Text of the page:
Living in a rural town in Guatemala means you have to capitalize on trips to the big city. In our last post I recapped a 21K race I ran in Xela but that was not the main reason we needed to go there.
Prior to leaving the States we got vaccinated for Typhoid, Rabies and Hepatitis A. All of these shots are optional but encouraged by the CDC for long term residents. Hepatitis A is unique in that you need two shots 6-12 months apart. We all got shot #1 in the US about 6 months ago and were in need of our very last 'booster' shot.
Since you don't need a prescription to get meds in this country we figured it would be relatively easy to find a place where we could get this last shot. We were WRONG. We asked local clinics, pharmacies, doctors and charities where we could get this vaccine. They all told us that we'd need to go to either Xela or Guatemala City. The best part was nobody could even tell us where to go in those cities. On the other hand, we do know where we can get a generic form of morphine as one pharmacist tried to sell me that instead.
After many google searches and phone calls to clinics in Xela we finally found a place that would give us the vaccine, and it would cost about the same as a typical co-pay in the US.
First stop in Xela was the Clinca Medica Familiar.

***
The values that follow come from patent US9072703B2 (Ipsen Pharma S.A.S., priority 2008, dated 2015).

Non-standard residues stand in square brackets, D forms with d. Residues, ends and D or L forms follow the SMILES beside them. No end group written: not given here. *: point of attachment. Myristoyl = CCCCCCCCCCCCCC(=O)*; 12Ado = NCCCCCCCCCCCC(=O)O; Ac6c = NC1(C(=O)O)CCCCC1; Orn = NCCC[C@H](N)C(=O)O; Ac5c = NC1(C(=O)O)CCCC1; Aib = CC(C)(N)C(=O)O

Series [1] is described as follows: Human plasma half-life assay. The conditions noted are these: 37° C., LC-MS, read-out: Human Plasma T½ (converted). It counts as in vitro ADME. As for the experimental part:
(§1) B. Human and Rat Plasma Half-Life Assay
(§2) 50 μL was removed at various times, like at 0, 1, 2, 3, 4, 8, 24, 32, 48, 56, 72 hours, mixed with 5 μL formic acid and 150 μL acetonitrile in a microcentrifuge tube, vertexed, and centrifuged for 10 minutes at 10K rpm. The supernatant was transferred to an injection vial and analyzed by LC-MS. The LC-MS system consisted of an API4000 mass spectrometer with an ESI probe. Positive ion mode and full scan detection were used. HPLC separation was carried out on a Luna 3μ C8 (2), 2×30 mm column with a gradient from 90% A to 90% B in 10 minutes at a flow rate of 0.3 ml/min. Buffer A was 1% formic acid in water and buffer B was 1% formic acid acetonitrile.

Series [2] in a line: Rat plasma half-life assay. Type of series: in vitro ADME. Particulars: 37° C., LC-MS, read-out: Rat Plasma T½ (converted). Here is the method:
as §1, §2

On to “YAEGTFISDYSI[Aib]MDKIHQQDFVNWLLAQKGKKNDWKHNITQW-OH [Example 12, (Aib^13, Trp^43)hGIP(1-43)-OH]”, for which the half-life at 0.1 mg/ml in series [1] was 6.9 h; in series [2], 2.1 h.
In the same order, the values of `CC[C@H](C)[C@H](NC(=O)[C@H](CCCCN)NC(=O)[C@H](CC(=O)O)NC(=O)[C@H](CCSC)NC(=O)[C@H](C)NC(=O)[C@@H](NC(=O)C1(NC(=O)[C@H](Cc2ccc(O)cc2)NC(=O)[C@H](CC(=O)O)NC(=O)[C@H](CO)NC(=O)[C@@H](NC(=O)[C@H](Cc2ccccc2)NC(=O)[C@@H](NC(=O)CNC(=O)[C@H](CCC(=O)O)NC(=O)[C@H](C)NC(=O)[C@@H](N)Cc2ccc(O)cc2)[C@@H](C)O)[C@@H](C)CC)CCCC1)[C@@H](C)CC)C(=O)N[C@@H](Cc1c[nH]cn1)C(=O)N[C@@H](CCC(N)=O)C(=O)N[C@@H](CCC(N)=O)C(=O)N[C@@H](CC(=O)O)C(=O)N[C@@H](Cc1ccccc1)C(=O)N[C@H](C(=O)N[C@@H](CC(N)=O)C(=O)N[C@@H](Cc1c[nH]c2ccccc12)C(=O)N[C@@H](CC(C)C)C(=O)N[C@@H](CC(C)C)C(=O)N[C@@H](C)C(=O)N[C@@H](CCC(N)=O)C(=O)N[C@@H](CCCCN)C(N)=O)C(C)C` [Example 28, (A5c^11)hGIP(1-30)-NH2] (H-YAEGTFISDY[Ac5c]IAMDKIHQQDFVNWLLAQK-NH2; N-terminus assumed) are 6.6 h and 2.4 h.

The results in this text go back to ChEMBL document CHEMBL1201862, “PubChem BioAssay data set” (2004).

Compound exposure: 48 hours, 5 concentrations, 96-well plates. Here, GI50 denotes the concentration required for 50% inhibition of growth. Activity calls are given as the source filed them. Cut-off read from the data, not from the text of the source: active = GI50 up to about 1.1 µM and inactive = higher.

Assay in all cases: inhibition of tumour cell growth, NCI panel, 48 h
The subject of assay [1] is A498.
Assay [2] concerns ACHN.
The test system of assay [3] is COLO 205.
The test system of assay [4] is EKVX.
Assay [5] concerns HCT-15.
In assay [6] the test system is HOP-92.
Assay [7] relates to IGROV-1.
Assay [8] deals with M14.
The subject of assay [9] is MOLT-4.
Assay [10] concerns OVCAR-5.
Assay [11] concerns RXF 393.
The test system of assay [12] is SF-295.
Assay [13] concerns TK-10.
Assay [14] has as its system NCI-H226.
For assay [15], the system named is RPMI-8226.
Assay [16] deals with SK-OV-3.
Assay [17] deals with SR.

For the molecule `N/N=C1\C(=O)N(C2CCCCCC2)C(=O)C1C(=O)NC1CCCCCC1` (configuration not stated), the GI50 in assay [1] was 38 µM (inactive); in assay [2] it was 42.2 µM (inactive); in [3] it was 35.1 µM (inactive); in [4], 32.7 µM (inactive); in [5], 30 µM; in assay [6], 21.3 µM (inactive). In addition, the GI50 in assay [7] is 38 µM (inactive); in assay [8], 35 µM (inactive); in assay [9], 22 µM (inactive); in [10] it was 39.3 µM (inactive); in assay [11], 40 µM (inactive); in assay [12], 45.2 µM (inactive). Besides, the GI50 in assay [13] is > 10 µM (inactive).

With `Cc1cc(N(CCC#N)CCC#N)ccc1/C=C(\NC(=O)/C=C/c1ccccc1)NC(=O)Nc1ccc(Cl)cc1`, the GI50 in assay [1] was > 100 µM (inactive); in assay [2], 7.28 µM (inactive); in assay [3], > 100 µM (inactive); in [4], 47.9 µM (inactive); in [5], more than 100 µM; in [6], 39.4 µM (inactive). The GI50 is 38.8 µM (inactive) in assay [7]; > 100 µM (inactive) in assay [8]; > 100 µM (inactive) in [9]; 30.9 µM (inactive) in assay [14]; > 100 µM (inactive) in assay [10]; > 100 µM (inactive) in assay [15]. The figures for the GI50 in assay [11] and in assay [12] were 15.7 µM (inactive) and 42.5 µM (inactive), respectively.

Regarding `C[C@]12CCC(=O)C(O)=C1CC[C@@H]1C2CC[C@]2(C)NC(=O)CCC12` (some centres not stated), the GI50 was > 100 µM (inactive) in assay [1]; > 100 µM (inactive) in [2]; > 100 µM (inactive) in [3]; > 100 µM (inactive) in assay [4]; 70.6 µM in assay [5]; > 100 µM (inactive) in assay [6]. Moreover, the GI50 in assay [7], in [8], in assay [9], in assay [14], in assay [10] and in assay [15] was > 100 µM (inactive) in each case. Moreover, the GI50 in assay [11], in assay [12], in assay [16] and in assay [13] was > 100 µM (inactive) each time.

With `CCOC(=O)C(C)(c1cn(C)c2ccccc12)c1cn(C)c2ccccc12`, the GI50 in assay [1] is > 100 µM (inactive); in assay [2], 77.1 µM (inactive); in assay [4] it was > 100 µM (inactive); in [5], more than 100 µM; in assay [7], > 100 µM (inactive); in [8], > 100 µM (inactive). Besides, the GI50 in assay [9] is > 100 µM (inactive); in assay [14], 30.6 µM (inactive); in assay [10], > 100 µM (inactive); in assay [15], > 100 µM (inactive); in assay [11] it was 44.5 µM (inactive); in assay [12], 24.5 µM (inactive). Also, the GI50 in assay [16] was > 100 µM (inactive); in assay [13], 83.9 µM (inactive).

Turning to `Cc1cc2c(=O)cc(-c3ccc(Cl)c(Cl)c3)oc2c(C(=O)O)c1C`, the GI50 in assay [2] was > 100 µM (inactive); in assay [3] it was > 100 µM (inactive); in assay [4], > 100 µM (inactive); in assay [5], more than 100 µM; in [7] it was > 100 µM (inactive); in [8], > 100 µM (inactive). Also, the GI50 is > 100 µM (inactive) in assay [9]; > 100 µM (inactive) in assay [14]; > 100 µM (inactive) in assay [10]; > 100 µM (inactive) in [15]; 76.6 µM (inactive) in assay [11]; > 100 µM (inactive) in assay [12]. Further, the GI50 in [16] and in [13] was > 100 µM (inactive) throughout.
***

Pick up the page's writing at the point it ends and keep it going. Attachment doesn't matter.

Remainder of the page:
While it might look sketch by American standards it was a good, clean, clinic. Clean...except for several algae filled fish tanks in the exam room that doubled as the doctor's office. The doctor was very professional. He showed me the unopened vaccine and syringes. He even had me watch as he broke the seals. The vaccine was the same brand and dosage we would have received in the US (the day before I called the pharmacist in the States that gave us our first shot so I would know what to expect). The doctor, not the nurse, gave us the shots and we paid him directly. When we left, there were several patients sitting in chairs waiting to see him. Overall, nothing surprised us. I guess we've adjusted.
Elle was miffed that we had planned this stop without telling her (she hates needles), but the overall experience was good enough.
On our way to our first shopping stop we passed a fried chicken joint with a 4 story tall concrete slide.
The first mall we went into had very few stores but they did have a few things to keep us entertained.
Next up was the MegaPaca.
Guatemalan's buy the majority of their clothes at pacas. A paca is a second hand store of clothes and generally some other random stuff. Think Goodwill or Salvation Army. The clothes are in decent to new shape and have often been donated from the States. Most pacas contain a broad assortment of clothes that are not sorted. Shirts, sweaters, jackets for men and women can be found intermingled on the same rack. Finding something you like in your size is often a treasure hunt. BUT, the MegaPaca in Xela has a bigger selection and everything is sorted by sex, style and size. Score!
We left with some amazing deals on clothes for the entire family as well as some Legos for Tag and a down comforter for Elle. Below are a few of the more random things we found, but DID NOT buy!
Before leaving town we visited the Centro (the historic center of town). It was very nice and scenic.
We had a sucessful trip to the "big" city and will be back.